Insights | 11 May 2022

Three simple rules for conducting a cross-examination

Seasoned arbitration practitioners are used to seeing various ways to conduct a cross-examination, not all of which are equally effective. It is in the interest of our clients, as well as, indirectly, the arbitration industry, that cross-examinations are conducted as efficiently and effectively as possible. Increased efficiency will result in less time and money being spent on cross-examination, whereas increased effectiveness is more likely to produce evidence that is favorable to your client’s case.

For the benefit of younger practitioners who can still avoid learning bad habits, I propose below three simple rules that may assist in preparing a script for a cross-examination.

  • Rule 1: Cross-examination is an algorithm where the input is the counterparty’s evidence and the output is your client’s evidence.[1]The black box in the middle – the interval between the input and the output – is composed of a series of questions that you must custom-develop for each cross-examination, depending on the subject matter of the witness’s evidence.

What does this mean? It means that, as a rule, there should be no questions in a cross-examination that do not serve the function of producing evidence that supports your client’s case, or at least neutralizes the counterparty’s evidence.[2] However, in a longer cross-examination you may wish to add a few fireside chat questions, to relax the witness and make the process easier to digest for the arbitral tribunal.

  • Rule 2: Break down the witness’s evidence into smaller units that are neutral, in themselves, for the counterparty’s case.

What does it mean? Breaking down the witness’s evidence into smaller units (more limited sets of facts) neutralizes the evidence by deconstructing its narrative structure. This allows you to put questions to the witness that are safe from the point of view of your client’s case:  even if you do not get an answer that supports your client’s case, the answer is at best neutral for the counterparty’s case. The rule also allows you to establish control over the witness in terms of both the substance and scope of the evidence given.

  • Rule 3: Organize your questions around disputed issues in a logical order such that they eventually lead to a question that, in light of the witness’s earlier answers, can only be answered in one way, and that way supports your client’s case.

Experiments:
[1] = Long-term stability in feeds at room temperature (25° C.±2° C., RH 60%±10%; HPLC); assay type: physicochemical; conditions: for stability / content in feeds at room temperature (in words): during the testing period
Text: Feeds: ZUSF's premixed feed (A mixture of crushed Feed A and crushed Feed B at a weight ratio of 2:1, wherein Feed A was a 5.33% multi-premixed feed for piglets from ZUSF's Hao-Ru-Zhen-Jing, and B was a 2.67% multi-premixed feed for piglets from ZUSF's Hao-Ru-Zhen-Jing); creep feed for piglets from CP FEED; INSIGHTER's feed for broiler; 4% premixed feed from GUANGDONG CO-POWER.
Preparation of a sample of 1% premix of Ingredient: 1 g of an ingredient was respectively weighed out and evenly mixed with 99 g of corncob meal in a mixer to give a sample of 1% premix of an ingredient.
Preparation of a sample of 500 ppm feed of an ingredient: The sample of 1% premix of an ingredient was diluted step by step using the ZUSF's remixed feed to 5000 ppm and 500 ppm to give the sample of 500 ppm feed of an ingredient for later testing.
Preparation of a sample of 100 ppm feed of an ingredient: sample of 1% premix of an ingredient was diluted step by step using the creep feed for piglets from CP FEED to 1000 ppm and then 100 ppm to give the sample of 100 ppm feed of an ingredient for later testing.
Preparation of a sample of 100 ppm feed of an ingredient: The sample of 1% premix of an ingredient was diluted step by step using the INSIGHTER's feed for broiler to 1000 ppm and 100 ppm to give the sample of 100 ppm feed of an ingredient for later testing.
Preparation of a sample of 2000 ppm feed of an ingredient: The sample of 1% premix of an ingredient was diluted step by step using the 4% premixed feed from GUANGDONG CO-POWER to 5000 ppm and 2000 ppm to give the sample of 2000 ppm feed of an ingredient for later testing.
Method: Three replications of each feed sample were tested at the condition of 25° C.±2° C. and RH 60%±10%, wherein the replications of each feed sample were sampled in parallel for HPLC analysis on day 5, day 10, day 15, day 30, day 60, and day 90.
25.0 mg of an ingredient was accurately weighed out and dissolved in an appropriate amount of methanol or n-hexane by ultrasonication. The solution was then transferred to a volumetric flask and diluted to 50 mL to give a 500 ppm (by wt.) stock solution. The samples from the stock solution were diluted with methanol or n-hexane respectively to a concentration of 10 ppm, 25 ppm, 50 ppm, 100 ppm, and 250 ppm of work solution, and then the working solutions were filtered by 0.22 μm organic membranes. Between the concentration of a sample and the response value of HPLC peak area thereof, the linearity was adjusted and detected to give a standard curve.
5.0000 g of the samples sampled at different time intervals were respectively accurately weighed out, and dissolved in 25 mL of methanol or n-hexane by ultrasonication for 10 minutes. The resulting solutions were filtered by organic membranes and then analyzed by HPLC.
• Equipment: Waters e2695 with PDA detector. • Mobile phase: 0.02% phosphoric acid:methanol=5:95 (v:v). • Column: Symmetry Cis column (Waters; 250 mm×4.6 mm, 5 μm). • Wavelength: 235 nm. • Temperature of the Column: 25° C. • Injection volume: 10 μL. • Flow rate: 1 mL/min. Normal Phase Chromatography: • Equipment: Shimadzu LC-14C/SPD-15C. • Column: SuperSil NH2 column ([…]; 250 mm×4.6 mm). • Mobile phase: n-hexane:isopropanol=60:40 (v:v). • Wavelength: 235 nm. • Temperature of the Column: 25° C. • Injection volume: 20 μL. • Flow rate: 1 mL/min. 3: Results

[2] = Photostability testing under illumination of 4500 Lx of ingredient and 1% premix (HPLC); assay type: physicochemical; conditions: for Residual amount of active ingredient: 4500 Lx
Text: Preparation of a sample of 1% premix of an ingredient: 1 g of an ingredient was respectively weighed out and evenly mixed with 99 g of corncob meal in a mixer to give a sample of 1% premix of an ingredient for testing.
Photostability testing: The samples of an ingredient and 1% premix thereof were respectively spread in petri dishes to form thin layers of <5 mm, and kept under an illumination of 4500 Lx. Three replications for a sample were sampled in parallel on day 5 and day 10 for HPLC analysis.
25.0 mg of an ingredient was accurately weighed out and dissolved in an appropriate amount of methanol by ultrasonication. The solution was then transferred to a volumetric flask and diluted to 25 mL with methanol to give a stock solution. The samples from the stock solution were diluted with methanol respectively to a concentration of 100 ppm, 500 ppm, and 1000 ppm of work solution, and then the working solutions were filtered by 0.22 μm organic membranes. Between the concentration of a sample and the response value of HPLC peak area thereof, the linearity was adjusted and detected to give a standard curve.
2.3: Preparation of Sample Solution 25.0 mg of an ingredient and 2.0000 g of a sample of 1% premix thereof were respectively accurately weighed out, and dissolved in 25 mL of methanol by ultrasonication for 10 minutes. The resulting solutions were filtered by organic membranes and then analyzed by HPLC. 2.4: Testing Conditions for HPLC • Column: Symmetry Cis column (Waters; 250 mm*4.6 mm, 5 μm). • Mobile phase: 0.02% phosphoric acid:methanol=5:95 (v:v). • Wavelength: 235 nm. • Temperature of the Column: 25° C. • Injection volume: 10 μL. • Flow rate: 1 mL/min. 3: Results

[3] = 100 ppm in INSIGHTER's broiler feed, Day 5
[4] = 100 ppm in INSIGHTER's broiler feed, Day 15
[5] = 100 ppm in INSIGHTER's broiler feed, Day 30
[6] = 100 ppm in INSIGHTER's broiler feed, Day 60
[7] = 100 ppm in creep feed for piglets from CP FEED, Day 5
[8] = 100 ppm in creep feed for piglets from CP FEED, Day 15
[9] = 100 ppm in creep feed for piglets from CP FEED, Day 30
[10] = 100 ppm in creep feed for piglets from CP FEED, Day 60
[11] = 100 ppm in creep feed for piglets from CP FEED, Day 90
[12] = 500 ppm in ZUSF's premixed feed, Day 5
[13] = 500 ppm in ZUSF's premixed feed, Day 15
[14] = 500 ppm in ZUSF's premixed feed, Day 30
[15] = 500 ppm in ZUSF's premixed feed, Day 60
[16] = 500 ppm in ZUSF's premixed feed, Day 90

What does it mean? Once you have deconstructed the narrative structure of the witness’s evidence into smaller units, you are able to reorganize these units in a new narrative structure that reflects your client’s case. Depending on how well the witness is prepared, they may or may not see what you are getting at – but there is nothing they can do to stop it; you are the one asking the questions. Thus, if the witness provides a truthful answer to the last question in the series, you will have achieved what you set out to achieve, i.e., you will have generated evidence that supports your client’s case.  However, even if the witness understands what you are getting at and tries to avoid directly answering the last question in the series, or does not give a truthful answer, this will undermine or at least reduce the credibility of the witness, in light of their earlier answers. Thus, even in the worst-case scenario, the value of the witness’s evidence is reduced, if not eliminated, at least insofar it relates to the issue (disputed facts covered by the series) in question. You can strengthen the witness’s lack of credibility by saying: “I see,” or something similar, when the witness gives an untruthful answer, but you should not start arguing with the witness. An understated reaction is to be preferred, as it allows the arbitral tribunal to draw its own conclusions from the evidence. You can make it more likely that those conclusions are in fact drawn in your closing statement or post-hearing submission, but this is not a matter for cross-examination.

These simple rules should take you some way towards establishing a well-structured script for a cross-examination, however, they are not a panacea.  They work only if you have done your own homework and know the evidentiary record better than the witness. This is the premise of all effective cross-examination.

* Partner, Lalive

[1] An algorithm can be described as a systematic procedure that produces, in a finite number of steps, the answer to a question or the solution of a problem.  An algorithm that produces a yes or no answer (such as a cross-examination) is called a decision procedure, i.e., a process that terminates and is, as such, a logical rather than a mathematical process.  For a brief description see, e.g.  By definition, an algorithm can be described but not strictly speaking defined since a definition is, by definition, itself an algorithm (as it provides a finite answer – a de-finition – to a question), and thus logically cannot define itself; see Alan Turing, On Computable Numbers, with an Application to the Entscheidungsproblem, in Proceedings of the London Mathematical Society 2 (42):  230-265 (1936) (proving that Hilbert’s Entscheidungsproblem cannot be solved).

[2] “Neutralizes,” that is, generates evidence that neither supports nor undermines the counterparty’s case. Such evidence tends to establish undisputed facts.

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